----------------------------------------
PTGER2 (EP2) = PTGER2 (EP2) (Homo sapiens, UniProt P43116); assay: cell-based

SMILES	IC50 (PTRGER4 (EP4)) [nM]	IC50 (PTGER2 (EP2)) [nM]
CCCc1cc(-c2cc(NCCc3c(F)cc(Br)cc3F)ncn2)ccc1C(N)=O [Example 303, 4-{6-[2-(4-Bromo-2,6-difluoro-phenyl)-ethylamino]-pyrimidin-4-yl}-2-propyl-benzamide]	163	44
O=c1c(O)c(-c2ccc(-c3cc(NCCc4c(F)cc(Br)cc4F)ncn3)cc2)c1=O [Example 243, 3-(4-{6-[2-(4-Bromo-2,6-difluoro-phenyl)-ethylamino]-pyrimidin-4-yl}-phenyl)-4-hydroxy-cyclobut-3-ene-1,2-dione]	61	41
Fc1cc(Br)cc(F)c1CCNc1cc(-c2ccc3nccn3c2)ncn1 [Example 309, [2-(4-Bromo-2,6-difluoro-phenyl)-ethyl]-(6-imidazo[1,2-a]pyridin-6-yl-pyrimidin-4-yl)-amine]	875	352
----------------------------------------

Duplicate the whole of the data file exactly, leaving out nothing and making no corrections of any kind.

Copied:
PTGER2 (EP2) = PTGER2 (EP2) (Homo sapiens, UniProt P43116); assay: cell-based

SMILES	IC50 (PTRGER4 (EP4)) [nM]	IC50 (PTGER2 (EP2)) [nM]
CCCc1cc(-c2cc(NCCc3c(F)cc(Br)cc3F)ncn2)ccc1C(N)=O [Example 303, 4-{6-[2-(4-Bromo-2,6-difluoro-phenyl)-ethylamino]-pyrimidin-4-yl}-2-propyl-benzamide]	163	44
O=c1c(O)c(-c2ccc(-c3cc(NCCc4c(F)cc(Br)cc4F)ncn3)cc2)c1=O [Example 243, 3-(4-{6-[2-(4-Bromo-2,6-difluoro-phenyl)-ethylamino]-pyrimidin-4-yl}-phenyl)-4-hydroxy-cyclobut-3-ene-1,2-dione]	61	41
Fc1cc(Br)cc(F)c1CCNc1cc(-c2ccc3nccn3c2)ncn1 [Example 309, [2-(4-Bromo-2,6-difluoro-phenyl)-ethyl]-(6-imidazo[1,2-a]pyridin-6-yl-pyrimidin-4-yl)-amine]	875	352